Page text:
Does everyone deserve love? Does everyone receive mercy?
In some contexts, we can freely affirm these ideas. Of course everyone deserves to be loved. Certainly everyone receives God’s mercy and forgiveness, regardless of who they are or what they’ve done.
It’s the vagueness of these ideals that allows us to affirm them. But give us someone specific and these start to break down.
For example: The man who walked into a Mosque in New Zealand and shot 50 people dead – some of them small children – does this man deserve to be loved? Should we seek to show mercy to this person? Would we rejoice to see him sincerely repent and confess his sins? Would we gladly extend this man forgiveness and mercy?
But, this is where true love and actual mercy must be applied, or we’re just blowing smoke about the power of God’s love, mercy and grace.
Either we believe that everyone truly deserves to be loved – not only by God, but also by those of us who claim to follow Christ – or we must admit that we are selective about who does and does not deserve to be loved and shown mercy.
We have to take Jesus seriously when he says things like this:
“If you love only those who love you, why should you get credit for that? Even sinners love those who love them! And if you do good only to those who do good to you, why should you get credit? Even sinners do that much!…Love your enemies! Do good to them. Lend to them without expecting to be repaid. Then your reward from heaven will be very great, and you will truly be acting as children of the Most High, for he is kind to those who are unthankful and wicked. You must be compassionate, just as your Father is compassionate.” (Luke 6:32-38)
Our love should be outlandish, even scandalous, if it is to mirror the sort of love Jesus speaks of here.
This kind of love will be unpopular. It might get us in trouble. We may lose friends over it. People might hate us fiercely for loving people who are evil, and showing mercy to sinners who do not deserve it.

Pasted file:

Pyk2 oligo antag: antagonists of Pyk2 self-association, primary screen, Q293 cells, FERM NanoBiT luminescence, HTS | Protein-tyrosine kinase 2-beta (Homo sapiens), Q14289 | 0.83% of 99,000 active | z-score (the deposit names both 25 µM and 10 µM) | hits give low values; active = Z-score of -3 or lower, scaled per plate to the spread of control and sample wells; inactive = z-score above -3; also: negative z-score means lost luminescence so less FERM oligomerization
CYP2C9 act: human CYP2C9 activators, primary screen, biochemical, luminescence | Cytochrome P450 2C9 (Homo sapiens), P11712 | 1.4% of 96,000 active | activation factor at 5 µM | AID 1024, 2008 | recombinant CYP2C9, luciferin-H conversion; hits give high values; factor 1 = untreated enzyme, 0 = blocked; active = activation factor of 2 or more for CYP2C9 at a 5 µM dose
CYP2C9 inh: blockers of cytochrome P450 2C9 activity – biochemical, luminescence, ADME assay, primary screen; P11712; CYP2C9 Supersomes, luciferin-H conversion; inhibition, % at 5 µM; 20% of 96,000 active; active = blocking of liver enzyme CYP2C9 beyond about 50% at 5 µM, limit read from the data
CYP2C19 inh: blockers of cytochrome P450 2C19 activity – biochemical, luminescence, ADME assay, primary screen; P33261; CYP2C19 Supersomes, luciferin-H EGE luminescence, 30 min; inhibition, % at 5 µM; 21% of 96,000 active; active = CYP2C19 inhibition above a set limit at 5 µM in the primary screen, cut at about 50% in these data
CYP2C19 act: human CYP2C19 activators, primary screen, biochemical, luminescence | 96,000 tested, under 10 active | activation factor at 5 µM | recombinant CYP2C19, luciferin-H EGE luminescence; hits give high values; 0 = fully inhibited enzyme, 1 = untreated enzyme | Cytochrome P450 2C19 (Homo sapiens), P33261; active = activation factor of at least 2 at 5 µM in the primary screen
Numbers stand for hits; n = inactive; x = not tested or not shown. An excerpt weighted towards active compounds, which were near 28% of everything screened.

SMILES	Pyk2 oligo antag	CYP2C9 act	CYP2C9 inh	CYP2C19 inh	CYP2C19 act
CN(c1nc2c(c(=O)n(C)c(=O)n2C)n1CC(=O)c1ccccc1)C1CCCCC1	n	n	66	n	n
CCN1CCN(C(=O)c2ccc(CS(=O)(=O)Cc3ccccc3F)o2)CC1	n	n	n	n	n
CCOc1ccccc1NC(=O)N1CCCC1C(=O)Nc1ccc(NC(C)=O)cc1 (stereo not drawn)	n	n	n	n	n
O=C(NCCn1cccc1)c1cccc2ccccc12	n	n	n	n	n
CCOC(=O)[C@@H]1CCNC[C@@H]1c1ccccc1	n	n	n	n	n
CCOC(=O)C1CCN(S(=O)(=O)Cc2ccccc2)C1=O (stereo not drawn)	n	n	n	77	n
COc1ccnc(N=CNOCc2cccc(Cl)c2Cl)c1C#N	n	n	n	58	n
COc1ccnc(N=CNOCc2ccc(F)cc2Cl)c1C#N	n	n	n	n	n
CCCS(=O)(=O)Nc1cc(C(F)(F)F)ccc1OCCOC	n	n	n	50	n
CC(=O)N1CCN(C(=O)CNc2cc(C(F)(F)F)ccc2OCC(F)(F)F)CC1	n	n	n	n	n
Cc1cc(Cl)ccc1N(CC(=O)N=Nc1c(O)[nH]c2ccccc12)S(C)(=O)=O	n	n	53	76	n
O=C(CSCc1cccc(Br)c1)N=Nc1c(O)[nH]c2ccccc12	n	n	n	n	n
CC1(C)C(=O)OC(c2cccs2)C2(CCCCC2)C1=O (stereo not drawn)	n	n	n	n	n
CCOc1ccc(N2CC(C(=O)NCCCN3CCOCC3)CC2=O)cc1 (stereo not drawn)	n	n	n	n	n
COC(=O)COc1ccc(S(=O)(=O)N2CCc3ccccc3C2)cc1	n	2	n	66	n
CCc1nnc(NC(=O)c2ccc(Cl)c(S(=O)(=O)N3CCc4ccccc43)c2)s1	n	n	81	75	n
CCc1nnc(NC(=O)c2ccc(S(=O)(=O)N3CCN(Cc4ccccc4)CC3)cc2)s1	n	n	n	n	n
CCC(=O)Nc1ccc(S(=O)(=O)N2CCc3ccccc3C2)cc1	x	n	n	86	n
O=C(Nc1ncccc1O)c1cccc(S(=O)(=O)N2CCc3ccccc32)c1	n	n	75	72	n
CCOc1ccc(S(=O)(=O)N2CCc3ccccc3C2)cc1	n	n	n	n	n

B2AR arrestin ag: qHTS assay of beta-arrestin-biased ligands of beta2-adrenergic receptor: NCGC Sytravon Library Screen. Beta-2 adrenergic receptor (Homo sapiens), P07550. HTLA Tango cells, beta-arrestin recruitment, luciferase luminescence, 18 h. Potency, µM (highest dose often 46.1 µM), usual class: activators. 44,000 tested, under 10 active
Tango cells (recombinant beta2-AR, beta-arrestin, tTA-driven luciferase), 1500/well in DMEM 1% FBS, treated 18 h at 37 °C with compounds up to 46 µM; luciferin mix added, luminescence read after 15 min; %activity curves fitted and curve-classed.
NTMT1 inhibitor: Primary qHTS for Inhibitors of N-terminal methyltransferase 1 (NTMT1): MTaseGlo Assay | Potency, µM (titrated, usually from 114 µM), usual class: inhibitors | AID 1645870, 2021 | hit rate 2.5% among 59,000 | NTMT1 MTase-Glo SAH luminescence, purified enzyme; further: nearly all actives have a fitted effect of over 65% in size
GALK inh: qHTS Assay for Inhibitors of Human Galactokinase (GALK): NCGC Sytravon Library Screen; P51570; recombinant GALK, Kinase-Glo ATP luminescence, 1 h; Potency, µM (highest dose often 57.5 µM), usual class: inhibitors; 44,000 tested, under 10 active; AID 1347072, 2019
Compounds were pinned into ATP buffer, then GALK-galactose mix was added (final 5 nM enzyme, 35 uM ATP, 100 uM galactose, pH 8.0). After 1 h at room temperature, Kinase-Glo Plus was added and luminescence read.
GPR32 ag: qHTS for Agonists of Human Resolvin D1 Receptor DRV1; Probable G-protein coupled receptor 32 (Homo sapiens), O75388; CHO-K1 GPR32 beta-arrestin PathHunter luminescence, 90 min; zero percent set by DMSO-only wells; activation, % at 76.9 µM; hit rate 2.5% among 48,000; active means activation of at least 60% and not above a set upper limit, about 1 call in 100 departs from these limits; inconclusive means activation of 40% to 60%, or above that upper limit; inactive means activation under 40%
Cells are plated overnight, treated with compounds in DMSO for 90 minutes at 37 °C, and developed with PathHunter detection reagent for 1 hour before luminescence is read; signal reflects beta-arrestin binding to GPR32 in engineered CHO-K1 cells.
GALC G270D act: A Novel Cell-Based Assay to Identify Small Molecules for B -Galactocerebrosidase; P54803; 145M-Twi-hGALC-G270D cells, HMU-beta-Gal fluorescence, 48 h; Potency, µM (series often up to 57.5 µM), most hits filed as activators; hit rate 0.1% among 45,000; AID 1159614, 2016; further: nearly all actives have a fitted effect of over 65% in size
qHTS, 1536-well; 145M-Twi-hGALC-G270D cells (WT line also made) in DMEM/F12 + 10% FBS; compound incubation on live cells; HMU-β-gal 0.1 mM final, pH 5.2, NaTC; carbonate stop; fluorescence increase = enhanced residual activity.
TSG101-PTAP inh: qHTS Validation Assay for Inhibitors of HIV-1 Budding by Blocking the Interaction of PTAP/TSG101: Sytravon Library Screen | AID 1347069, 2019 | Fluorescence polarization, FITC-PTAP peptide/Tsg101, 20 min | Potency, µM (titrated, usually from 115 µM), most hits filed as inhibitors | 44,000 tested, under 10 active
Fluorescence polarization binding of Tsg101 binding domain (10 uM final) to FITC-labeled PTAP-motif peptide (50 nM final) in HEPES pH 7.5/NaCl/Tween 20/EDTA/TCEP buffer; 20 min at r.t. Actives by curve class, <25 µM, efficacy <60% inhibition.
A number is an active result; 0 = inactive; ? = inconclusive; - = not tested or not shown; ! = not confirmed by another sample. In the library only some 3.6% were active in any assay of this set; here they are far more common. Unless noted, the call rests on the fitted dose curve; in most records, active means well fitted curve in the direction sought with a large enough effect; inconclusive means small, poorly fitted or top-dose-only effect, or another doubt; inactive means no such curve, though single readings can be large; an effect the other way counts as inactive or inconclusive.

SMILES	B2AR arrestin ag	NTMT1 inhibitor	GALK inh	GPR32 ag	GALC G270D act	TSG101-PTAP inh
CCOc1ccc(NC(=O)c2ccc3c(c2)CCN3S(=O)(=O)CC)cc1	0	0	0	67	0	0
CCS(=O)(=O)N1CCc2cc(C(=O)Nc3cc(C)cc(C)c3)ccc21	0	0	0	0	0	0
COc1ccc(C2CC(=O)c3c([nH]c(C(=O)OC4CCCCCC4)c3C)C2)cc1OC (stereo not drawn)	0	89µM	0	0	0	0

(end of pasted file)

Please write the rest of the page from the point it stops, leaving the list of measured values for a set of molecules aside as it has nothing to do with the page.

But, that’s what mercy means: Showing kindness and favor to those who do not deserve it.
If they deserved kindness and favor, then we would call that “Justice”; because this was how they should have been treated, but were not.
Mercy is another level. It’s showing kindness, favor and compassion to someone who by definition does NOT deserve any of those things.
We all love mercy when it’s coming our direction. If I screw up, hurt someone, end up in prison, receive the just penalty for my sins; this is justice. I deserve all of that. But, if the Judge decides to show me mercy, throws out my case, dismisses my charges and says “you’re free to go”, that is a beautiful act of mercy.
I would praise God for this mercy if it were being shown to me, or to my children, or someone I love who was being given a second chance.
Mercy, when it is directed at me, is beautiful.
But when mercy is given to someone else; someone who killed innocent people; someone who acted selfishly or hatefully; someone who – by definition – does NOT deserve such mercy, I am not typically very quick to rejoice, or to praise God, or to celebrate the beauty of mercy.
On the contrary, I am usually quick to cry foul and to demand justice. In those cases, I am not a fan of mercy.
Maybe we need to rethink this verse which says:
“He has shown you, O man, what is good, and what is required of you: To do justice, to love mercy and to walk humbly with your God.” (Micah 6:8)
Notice, we are to “do justice” but we are to “love mercy.”
Loving mercy is much harder than doing justice.
So, this has been on my heart lately. Last Friday evening, after the shooting in New Zealand, we had an opportunity to share a meal with our Muslim neighbors. During that time, we observed a moment of silence together in remembrance of those who had lost their lives. That was when, for a brief instant, the face of the killer popped into my mind. I wondered, “Who will show this man mercy? Who will teach this man about forgiveness and love?”